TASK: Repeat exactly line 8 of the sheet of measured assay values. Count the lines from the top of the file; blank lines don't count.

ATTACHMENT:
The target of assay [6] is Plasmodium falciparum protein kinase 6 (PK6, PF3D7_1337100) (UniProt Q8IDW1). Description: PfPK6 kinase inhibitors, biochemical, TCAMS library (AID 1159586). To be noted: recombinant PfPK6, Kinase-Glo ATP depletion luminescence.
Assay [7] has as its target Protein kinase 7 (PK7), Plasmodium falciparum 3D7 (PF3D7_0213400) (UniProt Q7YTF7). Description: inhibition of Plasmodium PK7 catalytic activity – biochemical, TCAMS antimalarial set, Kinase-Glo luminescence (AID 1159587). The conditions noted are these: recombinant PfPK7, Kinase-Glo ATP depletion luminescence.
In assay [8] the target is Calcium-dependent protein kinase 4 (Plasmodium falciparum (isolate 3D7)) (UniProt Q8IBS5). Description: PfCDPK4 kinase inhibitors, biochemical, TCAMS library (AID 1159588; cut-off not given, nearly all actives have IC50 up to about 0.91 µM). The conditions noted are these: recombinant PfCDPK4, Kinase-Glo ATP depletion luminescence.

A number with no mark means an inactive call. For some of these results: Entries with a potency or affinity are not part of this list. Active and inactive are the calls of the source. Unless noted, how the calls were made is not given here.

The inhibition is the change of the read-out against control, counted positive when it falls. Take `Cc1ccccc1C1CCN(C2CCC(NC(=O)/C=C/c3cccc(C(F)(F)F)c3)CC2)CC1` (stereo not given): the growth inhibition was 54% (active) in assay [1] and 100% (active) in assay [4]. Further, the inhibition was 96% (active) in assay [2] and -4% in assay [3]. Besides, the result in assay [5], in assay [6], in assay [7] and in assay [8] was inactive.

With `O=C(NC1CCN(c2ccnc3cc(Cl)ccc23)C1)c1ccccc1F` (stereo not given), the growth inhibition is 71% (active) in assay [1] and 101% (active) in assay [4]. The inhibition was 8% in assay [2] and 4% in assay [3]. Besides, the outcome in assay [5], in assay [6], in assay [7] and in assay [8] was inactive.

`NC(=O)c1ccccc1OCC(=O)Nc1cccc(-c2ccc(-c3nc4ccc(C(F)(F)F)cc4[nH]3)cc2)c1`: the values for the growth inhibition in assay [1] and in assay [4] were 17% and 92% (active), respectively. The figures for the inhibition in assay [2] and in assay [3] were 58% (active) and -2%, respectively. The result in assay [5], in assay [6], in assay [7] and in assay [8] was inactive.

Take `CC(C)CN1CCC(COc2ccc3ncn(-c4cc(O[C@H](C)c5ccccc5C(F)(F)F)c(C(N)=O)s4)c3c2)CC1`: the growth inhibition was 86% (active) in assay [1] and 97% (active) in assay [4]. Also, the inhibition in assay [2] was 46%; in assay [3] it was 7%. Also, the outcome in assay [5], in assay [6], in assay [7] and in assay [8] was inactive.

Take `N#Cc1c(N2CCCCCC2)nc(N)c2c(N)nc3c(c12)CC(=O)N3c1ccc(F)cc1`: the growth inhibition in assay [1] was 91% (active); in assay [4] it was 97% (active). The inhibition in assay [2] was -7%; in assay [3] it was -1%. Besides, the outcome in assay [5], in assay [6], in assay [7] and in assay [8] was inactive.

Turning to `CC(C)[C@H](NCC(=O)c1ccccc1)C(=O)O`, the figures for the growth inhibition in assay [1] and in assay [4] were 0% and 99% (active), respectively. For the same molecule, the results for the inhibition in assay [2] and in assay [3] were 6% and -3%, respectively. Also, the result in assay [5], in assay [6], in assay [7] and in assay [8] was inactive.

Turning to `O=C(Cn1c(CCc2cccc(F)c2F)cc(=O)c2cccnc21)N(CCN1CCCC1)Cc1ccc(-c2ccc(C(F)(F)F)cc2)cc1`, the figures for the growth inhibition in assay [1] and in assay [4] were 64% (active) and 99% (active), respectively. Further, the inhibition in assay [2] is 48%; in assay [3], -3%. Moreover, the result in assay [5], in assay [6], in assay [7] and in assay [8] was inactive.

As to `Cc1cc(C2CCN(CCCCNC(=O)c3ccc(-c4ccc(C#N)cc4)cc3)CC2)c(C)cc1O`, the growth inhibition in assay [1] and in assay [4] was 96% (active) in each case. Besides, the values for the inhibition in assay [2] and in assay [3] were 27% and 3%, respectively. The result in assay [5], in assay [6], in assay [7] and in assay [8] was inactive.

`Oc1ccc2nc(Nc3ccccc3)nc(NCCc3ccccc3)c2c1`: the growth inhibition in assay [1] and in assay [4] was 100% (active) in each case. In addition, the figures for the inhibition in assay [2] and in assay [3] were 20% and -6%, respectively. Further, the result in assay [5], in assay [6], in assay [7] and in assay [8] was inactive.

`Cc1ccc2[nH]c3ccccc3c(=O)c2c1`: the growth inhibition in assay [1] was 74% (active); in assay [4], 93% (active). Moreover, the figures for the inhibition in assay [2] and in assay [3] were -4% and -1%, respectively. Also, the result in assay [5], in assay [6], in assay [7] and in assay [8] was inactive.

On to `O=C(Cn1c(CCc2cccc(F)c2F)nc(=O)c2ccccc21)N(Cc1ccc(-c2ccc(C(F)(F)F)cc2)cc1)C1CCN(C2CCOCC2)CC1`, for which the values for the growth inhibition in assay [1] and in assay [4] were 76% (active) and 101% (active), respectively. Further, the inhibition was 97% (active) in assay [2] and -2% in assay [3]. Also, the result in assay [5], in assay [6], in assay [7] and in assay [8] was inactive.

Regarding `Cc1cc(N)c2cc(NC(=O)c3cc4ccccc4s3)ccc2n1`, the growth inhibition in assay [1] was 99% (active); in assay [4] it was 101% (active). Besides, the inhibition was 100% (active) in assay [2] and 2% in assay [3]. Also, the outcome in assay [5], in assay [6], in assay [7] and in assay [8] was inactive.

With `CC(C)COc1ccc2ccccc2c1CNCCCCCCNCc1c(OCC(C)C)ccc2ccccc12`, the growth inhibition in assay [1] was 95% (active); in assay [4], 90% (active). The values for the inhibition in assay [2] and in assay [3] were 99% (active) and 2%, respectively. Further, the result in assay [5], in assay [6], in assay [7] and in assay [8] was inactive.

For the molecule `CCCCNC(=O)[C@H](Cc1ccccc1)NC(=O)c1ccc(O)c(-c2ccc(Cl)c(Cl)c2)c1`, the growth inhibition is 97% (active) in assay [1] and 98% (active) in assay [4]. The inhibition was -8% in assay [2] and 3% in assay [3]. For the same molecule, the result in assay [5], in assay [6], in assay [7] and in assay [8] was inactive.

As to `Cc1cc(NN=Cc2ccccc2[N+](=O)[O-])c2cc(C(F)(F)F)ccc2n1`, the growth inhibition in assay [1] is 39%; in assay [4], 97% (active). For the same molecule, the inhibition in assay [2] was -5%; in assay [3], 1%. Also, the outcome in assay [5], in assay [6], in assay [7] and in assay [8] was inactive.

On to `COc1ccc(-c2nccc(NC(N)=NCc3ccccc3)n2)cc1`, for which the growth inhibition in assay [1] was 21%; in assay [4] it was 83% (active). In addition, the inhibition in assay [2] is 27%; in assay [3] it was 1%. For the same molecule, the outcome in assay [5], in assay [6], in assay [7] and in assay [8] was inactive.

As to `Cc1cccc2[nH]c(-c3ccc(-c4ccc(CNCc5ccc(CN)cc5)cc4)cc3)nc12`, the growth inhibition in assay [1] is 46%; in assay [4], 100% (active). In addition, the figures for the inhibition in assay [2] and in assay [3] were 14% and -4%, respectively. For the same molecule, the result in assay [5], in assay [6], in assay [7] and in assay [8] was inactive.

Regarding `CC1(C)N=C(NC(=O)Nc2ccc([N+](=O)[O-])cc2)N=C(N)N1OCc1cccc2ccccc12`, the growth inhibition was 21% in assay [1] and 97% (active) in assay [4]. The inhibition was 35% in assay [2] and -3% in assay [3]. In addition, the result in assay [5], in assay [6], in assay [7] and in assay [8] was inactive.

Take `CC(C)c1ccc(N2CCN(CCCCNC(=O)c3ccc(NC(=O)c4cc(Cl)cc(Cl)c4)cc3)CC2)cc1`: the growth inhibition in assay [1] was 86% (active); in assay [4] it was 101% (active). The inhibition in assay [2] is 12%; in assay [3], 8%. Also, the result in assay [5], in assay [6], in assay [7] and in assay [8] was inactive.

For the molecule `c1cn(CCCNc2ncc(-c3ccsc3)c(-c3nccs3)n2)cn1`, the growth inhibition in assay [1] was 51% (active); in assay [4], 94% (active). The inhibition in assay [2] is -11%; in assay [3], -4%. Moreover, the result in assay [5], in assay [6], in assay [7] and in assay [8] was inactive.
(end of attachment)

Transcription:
Take `CC(C)CN1CCC(COc2ccc3ncn(-c4cc(O[C@H](C)c5ccccc5C(F)(F)F)c(C(N)=O)s4)c3c2)CC1`: the growth inhibition was 86% (active) in assay [1] and 97% (active) in assay [4]. Also, the inhibition in assay [2] was 46%; in assay [3] it was 7%. Also, the outcome in assay [5], in assay [6], in assay [7] and in assay [8] was inactive.